I am from Latrobe, Pennsylvania, and share a hometown with children’s television educator Fred Rogers, professional golfer Arnold Palmer, and even the first banana split. History, therefore, was an ever-present and meaningful part of growing up. I soon realized there were so many stories from the past left unwritten. When I attended Saint Vincent College for history, I wrote my senior thesis on Powdermill Nature Reserve’s bird banding lab, the longest continually-running station of its kind in the United States. Having visited and worked at Powdermill for many years, I was excited to document its history and craft an interesting narrative. I also developed an exhibit on Rachel Carson at the McCarl Coverlet Gallery on campus. Thanks to these projects and my academic mentors at Saint Vincent, I discovered the worlds of public history and environmental history. At West Virginia University, I worked with professors and fellow graduate students on public history projects such as the West Virginia glass industry and Jack Roberts Park. A project on Morgantown’s Sunnyside neighborhood soon developed into my MA thesis, which looked at changes in the neighborhood’s culture, housing, and approach to development. In the summer of 2016, I had the wonderful opportunity to intern at the Smithsonian’s National Air and Space Museum on the National Mall in Washington, D.C., where I worked on education programs, exhibit development, and book projects. Furthermore, I spent a few weeks of this summer traveling Europe with my sister and witnessing an incredible array of historic sites, cultures, and stories. Whether I was spending time in the mountains of Pennsylvania and West Virginia, working on “America’s Front Yard” in the country’s most-visited museum, or traveling the world, I have learned a lot about the power of place. My studies over the past few years have solidified a passion for cultural landscapes and understanding sense of place and identity.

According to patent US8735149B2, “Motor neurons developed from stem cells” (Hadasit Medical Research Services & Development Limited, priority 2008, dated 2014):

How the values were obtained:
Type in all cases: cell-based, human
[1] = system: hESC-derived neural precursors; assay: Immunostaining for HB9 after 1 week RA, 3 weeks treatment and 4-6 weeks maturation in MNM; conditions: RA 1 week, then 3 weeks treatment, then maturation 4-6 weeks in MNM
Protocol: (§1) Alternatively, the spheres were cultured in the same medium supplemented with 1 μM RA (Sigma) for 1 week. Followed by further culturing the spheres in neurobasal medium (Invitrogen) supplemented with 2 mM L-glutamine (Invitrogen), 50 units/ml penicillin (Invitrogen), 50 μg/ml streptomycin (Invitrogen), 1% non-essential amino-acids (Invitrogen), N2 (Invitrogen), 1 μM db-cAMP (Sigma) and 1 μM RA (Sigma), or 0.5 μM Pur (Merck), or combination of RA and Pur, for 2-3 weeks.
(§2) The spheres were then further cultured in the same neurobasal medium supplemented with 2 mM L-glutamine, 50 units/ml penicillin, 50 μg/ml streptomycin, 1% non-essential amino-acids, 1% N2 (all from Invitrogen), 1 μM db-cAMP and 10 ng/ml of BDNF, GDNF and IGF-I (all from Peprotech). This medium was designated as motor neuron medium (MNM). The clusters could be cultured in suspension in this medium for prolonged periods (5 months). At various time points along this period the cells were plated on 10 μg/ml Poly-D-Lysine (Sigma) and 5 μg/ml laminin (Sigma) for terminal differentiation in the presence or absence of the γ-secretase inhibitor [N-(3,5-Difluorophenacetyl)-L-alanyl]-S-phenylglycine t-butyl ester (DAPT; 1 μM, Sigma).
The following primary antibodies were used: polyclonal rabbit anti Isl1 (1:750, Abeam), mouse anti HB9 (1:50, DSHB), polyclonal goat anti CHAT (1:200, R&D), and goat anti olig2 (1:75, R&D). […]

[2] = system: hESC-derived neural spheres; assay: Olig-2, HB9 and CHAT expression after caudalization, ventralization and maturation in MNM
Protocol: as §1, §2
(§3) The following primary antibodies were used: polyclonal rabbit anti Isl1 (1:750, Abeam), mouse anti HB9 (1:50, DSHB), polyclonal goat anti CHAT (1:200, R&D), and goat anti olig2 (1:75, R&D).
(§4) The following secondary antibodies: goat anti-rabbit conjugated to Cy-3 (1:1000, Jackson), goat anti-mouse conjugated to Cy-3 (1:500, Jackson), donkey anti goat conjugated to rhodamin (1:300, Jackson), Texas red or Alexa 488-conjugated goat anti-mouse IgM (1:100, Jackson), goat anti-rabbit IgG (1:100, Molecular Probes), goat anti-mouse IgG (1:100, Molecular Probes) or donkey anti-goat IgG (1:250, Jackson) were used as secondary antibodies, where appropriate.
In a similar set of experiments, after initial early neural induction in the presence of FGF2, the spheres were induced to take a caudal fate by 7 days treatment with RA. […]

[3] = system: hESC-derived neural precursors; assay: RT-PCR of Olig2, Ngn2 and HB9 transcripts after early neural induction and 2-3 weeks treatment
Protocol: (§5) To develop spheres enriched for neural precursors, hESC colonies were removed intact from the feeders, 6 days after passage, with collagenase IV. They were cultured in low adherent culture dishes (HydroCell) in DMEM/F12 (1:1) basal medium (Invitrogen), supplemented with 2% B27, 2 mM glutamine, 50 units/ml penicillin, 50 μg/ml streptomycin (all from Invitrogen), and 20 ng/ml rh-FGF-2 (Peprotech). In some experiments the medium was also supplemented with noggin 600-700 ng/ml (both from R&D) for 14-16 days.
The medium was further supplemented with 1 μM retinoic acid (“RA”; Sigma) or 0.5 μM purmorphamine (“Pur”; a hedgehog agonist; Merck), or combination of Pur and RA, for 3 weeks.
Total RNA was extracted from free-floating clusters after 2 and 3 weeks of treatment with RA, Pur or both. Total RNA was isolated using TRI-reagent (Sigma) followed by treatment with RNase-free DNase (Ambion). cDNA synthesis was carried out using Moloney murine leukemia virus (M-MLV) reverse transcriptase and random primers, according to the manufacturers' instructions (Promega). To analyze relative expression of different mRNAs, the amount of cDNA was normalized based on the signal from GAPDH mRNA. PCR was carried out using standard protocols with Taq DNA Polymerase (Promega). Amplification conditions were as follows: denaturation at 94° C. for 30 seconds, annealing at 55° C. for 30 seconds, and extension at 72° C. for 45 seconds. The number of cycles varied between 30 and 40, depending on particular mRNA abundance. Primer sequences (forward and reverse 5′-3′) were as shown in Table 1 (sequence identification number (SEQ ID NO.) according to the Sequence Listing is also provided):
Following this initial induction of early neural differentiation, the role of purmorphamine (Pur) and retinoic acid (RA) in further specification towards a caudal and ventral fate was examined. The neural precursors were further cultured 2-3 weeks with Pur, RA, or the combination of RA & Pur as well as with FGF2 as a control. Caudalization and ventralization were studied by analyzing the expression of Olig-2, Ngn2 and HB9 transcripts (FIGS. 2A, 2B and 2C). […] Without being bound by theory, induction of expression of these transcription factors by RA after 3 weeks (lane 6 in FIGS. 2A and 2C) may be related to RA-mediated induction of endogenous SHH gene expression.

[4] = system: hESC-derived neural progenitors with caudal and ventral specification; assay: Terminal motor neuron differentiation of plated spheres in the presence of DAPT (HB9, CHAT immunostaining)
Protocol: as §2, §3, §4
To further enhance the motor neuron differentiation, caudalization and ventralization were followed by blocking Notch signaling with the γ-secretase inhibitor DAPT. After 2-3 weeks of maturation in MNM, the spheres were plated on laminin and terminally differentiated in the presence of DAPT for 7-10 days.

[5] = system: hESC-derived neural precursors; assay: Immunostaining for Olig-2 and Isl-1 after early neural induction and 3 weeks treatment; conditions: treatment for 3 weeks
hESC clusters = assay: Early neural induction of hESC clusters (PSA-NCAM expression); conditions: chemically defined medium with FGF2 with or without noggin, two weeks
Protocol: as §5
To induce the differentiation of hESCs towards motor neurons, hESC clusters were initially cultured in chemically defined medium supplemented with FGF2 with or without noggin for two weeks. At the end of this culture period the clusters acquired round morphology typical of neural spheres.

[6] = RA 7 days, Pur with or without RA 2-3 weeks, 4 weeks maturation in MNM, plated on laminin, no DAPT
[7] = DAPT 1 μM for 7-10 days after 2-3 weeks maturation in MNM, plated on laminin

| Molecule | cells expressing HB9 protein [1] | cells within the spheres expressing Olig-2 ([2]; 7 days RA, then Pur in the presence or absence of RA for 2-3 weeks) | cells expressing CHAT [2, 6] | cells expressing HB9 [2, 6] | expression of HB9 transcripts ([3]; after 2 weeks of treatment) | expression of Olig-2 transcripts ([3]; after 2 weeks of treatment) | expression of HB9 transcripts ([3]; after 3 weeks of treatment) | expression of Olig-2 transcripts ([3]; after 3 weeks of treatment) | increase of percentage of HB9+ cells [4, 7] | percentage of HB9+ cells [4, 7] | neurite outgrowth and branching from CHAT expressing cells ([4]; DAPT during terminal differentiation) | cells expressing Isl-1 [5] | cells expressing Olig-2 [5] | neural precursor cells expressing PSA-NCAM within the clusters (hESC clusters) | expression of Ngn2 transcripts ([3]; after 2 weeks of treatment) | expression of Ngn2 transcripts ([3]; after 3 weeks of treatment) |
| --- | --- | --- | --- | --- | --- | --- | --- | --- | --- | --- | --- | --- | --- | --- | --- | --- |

Clio turns the physical, ever-changing landscapes of our world into a virtual museum, where we can document and discover the past around us. There are currently around 30,000 Clio entries on historical sites, museums, monuments, landmarks, and other sites of cultural or historical significance. One of my favorite features of Clio is the Time Capsule category, which encourages users to create entries for sites that no longer exist. Each Clio entry includes a concise, scholarly narrative and informative resources such as photographs, maps, primary sources, books, articles, videos, and credible websites. These entries are created by individuals, organizations, teachers, and students, building not only a collection of entries but a community of engaged users. I first learned about Clio and the Preserve WV AmeriCorps program through my colleagues at WVU. I heard nothing but accolades, which motivated me to pursue AmeriCorps after graduation. I am thrilled to serve with a nonprofit that is promoting historical scholarship and community engagement on a creative digital platform. I also appreciate the philosophy of its founder, Dr. David Trowbridge of Marshall University, that success is not measured by clicks or downloads but by interaction with historical and cultural resources. This commitment to education and public accessibility gives so much meaning to my everyday work.